Causal Reasoning for Real-Time Attack Identification in Cyber-Physical Systems
About the project
We propose to develop computationally efficient machine learning algorithms and tools for attack detection and identification based on a novel, scalable representation of the physical system state, the communication protocol state, and the IT infrastructure’s security state maintained based on noisy observations and measurements from the physical and the IT infrastructure. The key contribution is to learn a succinct representation of the security state of the IT infrastructure that allows computationally efficient belief updates in real-time and enables to jointly account for the evolution of the state of the physical system, communication protocols, and infrastructure for accurate detection of attacks and identification through causal reasoning based on learnt dependency models. The research will help address questions such as how to achieve real-time situational awareness in complex IT infrastructures, develop anomaly detectors with low false positive and false negative rates, and use information about IT infrastructure to improve attack identification. The project leverages the expertise of three research teams, from KTH, UIUC, and MIT, with extensive expertise in cyber-physical systems security, smart grids, and anomaly detection.
Modern SCADA systems rely on IP-based communication protocols that are primarily event-driven and follow a publish-subscribe model. The timing and content of protocol messages emerge from interactions between the physical system state and the protocol’s internal state – as an effect, traditional approaches to anomaly detection result in excessive false positives and, ultimately, alarm fatigue.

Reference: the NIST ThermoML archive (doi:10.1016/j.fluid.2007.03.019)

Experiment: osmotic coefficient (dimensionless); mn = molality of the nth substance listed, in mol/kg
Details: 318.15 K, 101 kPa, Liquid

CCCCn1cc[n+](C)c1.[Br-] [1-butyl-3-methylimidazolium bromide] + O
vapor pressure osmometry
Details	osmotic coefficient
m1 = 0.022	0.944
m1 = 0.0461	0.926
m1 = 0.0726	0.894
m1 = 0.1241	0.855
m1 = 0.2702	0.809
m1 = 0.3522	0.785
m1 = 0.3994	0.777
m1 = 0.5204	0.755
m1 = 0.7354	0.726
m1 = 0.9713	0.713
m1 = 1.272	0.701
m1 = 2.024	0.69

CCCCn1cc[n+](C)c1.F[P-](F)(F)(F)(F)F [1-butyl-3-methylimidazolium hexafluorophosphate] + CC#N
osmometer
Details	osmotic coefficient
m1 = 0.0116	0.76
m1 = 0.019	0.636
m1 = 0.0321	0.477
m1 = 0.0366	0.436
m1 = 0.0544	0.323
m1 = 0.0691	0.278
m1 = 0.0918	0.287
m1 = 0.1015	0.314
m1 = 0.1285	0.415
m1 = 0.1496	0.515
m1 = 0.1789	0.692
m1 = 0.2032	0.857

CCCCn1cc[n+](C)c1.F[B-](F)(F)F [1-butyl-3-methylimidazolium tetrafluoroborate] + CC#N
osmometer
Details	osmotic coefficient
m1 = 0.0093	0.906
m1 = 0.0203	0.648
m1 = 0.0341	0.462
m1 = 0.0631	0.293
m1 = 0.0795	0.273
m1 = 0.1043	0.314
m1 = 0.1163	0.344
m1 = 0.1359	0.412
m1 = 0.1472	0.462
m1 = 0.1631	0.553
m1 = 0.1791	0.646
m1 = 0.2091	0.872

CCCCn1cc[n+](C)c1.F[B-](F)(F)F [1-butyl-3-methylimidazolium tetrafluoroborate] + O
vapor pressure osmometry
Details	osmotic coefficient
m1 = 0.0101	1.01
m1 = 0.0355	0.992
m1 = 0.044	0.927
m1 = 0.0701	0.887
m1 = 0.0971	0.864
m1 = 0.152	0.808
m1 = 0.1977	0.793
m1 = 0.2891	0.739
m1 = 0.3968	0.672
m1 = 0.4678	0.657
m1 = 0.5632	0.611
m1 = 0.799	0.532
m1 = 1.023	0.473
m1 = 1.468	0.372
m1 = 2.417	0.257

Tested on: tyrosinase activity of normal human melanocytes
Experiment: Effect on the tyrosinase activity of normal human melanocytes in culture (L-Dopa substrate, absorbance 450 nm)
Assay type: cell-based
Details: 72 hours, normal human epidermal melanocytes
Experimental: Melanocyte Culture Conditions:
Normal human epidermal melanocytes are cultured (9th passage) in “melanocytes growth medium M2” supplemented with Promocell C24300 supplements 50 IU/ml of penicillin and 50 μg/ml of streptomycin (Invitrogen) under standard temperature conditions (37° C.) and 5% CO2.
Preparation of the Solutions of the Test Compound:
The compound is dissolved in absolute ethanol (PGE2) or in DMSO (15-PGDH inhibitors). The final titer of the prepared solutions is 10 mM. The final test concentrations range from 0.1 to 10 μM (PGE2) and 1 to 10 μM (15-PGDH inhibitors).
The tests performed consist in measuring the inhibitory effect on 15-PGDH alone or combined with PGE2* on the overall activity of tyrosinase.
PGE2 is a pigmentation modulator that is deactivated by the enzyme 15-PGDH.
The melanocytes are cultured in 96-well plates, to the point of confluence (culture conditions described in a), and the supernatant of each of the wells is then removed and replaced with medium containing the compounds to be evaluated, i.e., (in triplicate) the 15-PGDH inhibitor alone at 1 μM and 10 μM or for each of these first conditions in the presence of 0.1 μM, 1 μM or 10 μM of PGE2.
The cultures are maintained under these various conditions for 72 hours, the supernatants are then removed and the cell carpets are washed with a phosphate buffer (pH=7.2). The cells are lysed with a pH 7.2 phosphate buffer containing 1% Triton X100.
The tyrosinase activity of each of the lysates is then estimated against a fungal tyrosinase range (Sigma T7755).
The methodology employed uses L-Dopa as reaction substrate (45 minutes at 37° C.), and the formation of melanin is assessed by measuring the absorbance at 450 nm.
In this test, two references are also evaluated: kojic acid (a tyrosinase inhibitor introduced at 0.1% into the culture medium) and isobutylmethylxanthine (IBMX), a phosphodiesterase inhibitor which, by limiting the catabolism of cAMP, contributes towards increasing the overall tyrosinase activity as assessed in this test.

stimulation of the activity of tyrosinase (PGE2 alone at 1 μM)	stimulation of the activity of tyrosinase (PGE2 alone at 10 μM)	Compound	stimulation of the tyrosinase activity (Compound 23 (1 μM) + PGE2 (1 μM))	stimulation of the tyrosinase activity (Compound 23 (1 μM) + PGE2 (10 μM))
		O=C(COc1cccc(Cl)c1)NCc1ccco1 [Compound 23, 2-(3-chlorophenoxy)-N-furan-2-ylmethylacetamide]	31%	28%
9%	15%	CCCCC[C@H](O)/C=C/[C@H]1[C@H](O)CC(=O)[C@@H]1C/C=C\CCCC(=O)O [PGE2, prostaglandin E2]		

The project is a collaboration between KTH Royal Institute of Technology, the University of Illinois at Urbana-Champaign and MIT.
Professor, Division of Network and Systems Engineering at KTH, Strategic Research Committee, Chair working group Cooperate, PI of research project Susan’s Ride on Campus2030, PI of research project Causal reasoning for real-time attack identification in cyber-physical systems, Co-PI of research project Learning in Routing Games for Sustainable Electromobility, Digital Futures Faculty+46 8 790 42 53
Professor, Division of Decision and Control Systems at KTH EECS, Strategic Research Committee, Chair Working group Trust, PI of research project Learning in Routing Games for Sustainable Electromobility (RoSE), Co-PI of research project Causal Reasoning for Real-Time Attack Identification in Cyber-Physical Systems, Co-PI of research project Decision-making in Critical Societal Infrastructures (DEMOCRITUS), Digital Futures Faculty+46 8 790 72 94
Associate Professor, Civil and Environmental Engineering Massachusetts Institute of Technologyamins@mit.edu